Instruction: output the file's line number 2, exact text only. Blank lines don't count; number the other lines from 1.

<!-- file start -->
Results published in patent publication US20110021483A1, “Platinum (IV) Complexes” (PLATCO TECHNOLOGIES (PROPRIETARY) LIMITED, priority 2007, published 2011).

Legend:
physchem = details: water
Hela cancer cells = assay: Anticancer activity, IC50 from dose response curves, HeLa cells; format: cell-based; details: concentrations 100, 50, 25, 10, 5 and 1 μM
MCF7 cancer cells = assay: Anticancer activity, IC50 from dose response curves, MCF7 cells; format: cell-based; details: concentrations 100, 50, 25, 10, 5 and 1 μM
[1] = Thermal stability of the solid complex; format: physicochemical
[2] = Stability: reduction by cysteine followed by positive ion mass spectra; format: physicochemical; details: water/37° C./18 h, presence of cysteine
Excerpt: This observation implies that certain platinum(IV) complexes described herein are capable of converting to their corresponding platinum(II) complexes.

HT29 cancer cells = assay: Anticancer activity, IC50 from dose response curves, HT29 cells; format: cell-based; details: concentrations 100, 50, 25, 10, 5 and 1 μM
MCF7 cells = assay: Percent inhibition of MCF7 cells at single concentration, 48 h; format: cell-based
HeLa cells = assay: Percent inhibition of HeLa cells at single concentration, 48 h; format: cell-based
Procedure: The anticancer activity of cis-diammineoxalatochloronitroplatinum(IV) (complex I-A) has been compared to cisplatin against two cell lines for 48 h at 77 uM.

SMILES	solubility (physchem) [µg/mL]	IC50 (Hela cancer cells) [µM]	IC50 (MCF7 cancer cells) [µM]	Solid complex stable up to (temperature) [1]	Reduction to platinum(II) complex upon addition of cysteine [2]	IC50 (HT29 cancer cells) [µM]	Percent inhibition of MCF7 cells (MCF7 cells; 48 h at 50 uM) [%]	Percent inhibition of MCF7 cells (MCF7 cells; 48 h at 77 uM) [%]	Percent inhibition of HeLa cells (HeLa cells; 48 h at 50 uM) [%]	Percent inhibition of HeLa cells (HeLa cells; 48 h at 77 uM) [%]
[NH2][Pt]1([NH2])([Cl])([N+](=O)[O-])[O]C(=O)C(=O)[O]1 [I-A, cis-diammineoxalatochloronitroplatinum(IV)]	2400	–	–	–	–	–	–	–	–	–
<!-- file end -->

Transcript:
Legend: